"He's got the stuff. We all know that," Acta said. "He works extremely hard. He's always eager to learn and to get better and has never taken a step back. Every time he goes down tot he Minor Leagues, he knows what he has to do. When he asked to do it, he does it.
"He's pretty close to being a very good Major League pitcher. He was just working on the command of his pitches. But, the stuff is there. When you've got stuff like he has, you can get away with some of those mistakes up here."
Kipnis' eye remains red, but he's feeling better
CLEVELAND -- Jason Kipnis still had some redness around the outside of his right eye on Friday afternoon, but the Indians' second baseman was feeling much improved after his bizarre bout with an unknown ailment one day earlier.
In the fifth inning of Thursday's 4-2 loss to the Royals, Kipnis stepped out of the batter's box with a 3-0 count and began rubbing his eye. He was soon joined by head athletic trainer Lonnie Soloff, who poked and prodded, trying to determine what was behind the sudden discomfort.
"We don't know what it was," Kipnis said. "I'm sure it didn't help that I was scratching and rubbing with dirty batting gloves."
Kipnis does not wear contacts and he added that no villainous eyelashes were found.
The episode lasted several minutes. Soloff applied eye drops while Kansas City starter Luis Mendoza took a few warmup tosses to pass the time. Kipnis eventually asked to have his eyelid taped open, because that seemed to temporarily alleviate the issue.
Indians starter Justin Masterson jokingly referred to Kipnis as "Balboa," referencing the famous boxing movie Rocky.
"It was swollen on the outside," Kipnis said. "I said, 'Let's tape it up,' because it actually felt good when we taped it open kind of. Eventually it stopped itching as much and the irritation went down."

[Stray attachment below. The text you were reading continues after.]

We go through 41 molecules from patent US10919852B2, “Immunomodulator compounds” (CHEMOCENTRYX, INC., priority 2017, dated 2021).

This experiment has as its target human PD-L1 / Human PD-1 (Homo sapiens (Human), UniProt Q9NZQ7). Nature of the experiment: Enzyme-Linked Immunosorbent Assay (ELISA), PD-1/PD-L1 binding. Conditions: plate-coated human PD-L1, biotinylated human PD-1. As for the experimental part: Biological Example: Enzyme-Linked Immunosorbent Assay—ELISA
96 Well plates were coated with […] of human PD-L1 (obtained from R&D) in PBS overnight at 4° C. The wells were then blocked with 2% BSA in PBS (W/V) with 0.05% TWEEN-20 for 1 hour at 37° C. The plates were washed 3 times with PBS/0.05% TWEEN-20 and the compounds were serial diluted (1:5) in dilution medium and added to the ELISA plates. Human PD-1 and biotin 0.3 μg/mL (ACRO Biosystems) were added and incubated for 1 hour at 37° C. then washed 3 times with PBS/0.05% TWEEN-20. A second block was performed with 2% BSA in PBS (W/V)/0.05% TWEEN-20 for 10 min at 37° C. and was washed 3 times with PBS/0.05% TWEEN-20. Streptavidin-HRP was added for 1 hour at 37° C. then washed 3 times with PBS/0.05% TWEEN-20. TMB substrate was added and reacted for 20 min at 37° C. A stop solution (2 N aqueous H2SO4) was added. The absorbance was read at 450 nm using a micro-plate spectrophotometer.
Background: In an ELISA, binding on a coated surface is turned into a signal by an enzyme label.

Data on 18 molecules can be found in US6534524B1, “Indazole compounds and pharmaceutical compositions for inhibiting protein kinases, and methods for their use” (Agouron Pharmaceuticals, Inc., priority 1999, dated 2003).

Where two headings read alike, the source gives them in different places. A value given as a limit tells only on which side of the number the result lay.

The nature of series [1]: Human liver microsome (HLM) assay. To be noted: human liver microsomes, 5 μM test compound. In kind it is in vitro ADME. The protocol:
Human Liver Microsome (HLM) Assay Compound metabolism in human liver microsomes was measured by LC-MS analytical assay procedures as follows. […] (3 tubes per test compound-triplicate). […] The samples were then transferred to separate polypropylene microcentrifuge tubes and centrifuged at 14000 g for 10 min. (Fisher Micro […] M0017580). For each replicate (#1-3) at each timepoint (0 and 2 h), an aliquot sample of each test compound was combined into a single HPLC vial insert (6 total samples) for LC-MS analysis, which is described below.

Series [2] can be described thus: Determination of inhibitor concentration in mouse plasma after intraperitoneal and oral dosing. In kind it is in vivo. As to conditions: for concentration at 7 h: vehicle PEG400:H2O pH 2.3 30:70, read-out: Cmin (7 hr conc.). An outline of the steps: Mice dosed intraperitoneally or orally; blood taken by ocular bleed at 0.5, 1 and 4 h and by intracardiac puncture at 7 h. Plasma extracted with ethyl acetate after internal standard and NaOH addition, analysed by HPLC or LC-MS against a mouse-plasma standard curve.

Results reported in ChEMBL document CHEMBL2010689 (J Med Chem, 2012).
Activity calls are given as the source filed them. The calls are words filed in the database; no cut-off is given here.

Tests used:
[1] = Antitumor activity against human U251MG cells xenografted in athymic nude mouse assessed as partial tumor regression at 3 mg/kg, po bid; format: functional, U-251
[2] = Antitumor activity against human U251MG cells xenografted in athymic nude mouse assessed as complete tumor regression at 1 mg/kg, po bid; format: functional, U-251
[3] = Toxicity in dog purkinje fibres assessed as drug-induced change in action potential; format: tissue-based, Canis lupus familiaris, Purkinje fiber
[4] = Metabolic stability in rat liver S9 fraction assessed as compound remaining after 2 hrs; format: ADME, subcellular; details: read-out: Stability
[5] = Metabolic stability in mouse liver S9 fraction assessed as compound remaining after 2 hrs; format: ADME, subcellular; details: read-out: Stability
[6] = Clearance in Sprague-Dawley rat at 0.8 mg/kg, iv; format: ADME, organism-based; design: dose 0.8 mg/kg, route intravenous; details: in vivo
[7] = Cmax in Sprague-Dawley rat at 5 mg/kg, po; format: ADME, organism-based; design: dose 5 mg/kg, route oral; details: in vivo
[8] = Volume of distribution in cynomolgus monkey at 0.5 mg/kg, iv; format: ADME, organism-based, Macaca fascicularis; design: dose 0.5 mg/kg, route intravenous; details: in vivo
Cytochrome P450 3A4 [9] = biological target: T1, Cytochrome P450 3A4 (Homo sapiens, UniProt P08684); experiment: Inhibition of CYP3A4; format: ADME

With Kipnis still fighting the eye problem, he settled back into the batter's box, took two pitches and drew a walk from Mendoza. The second baseman then added a base hit in each of his next two plate appearances, accounting for two of the Tribe's six hits on the afternoon.
Kipnis might consider rubbing pine tar in his eye more often before at-bats.
"I might need to start rubbing all the outs out of my eyes before the game," he quipped.
Quote to note
"First of all, I rent a house here. I don't stay in a Holiday Inn Express, and I'm not a doctor."
--Manager Manny Acta, joking when asked if Rafael Perez might need surgery
Indians right fielder Shin-Soo Choo tested out his sore left hamstring with some baseball activities prior to Friday's game against the Angels, but remained out of the lineup. It is possible that Choo will return within the next two games, but manager Manny Acta said the team would have a better sense on Saturday morning.
With Choo (left knee) temporarily sidelined and the offense struggling, Acta switched up his lineup on Friday. Jason Kipnis, Asdrubal Cabrera, Travis Hafner, Carlos Santana, Jack Hannahan, Shelley Duncan and Casey Kotchman occupied the Nos. 2-8 spots, respectively.
"We're just trying some things out," Acta said. "We have to do it. We're scuffling a little bit."
Outfielder Johnny Damon went 1-for-4 with a double and a walk while playing left field in an extended Spring Training game on Thursday in Arizona. Indians manager Manny Acta noted once again that the team has not decided when exactly Damon will advance to a Minor League assignment, which is the next step before he joins Cleveland's roster. It has been projected that Damon might get the call to the big leagues in early May.
The Indians entered Friday with no home runs in their past eight games, marking the longest drought (in terms of games) since the club went without a long ball in eight straight from Sept. 27-Oct. 3, 1991. Cleveland's current drought covered 75 innings, dating back to Carlos Santana's blast in the fifth inning on April 17 in Seattle.